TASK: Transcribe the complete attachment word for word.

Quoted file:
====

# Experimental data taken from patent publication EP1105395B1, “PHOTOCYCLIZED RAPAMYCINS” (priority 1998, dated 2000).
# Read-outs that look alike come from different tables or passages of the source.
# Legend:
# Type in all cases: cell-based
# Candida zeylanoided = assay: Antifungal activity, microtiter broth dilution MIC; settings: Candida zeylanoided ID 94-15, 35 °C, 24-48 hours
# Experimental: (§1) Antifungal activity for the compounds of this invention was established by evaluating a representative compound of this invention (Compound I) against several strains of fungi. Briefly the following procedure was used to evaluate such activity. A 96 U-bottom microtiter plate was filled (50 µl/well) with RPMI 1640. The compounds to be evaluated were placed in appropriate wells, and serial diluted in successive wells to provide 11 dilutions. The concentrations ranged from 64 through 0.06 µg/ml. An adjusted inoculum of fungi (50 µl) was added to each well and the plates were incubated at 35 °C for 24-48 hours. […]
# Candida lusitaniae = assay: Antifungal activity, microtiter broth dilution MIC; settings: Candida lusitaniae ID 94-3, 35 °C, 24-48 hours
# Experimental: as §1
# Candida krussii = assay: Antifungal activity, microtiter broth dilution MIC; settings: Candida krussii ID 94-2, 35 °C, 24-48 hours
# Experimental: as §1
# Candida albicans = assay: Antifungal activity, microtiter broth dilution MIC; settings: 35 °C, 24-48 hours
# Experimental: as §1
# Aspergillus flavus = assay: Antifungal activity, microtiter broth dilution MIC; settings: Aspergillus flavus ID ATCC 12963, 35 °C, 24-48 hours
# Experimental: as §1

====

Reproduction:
# Experimental data taken from patent publication EP1105395B1, “PHOTOCYCLIZED RAPAMYCINS” (priority 1998, dated 2000).
# Read-outs that look alike come from different tables or passages of the source.
# Legend:
# Type in all cases: cell-based
# Candida zeylanoided = assay: Antifungal activity, microtiter broth dilution MIC; settings: Candida zeylanoided ID 94-15, 35 °C, 24-48 hours
# Experimental: (§1) Antifungal activity for the compounds of this invention was established by evaluating a representative compound of this invention (Compound I) against several strains of fungi. Briefly the following procedure was used to evaluate such activity. A 96 U-bottom microtiter plate was filled (50 µl/well) with RPMI 1640. The compounds to be evaluated were placed in appropriate wells, and serial diluted in successive wells to provide 11 dilutions. The concentrations ranged from 64 through 0.06 µg/ml. An adjusted inoculum of fungi (50 µl) was added to each well and the plates were incubated at 35 °C for 24-48 hours. […]
# Candida lusitaniae = assay: Antifungal activity, microtiter broth dilution MIC; settings: Candida lusitaniae ID 94-3, 35 °C, 24-48 hours
# Experimental: as §1
# Candida krussii = assay: Antifungal activity, microtiter broth dilution MIC; settings: Candida krussii ID 94-2, 35 °C, 24-48 hours
# Experimental: as §1
# Candida albicans = assay: Antifungal activity, microtiter broth dilution MIC; settings: 35 °C, 24-48 hours
# Experimental: as §1
# Aspergillus flavus = assay: Antifungal activity, microtiter broth dilution MIC; settings: Aspergillus flavus ID ATCC 12963, 35 °C, 24-48 hours
# Experimental: as §1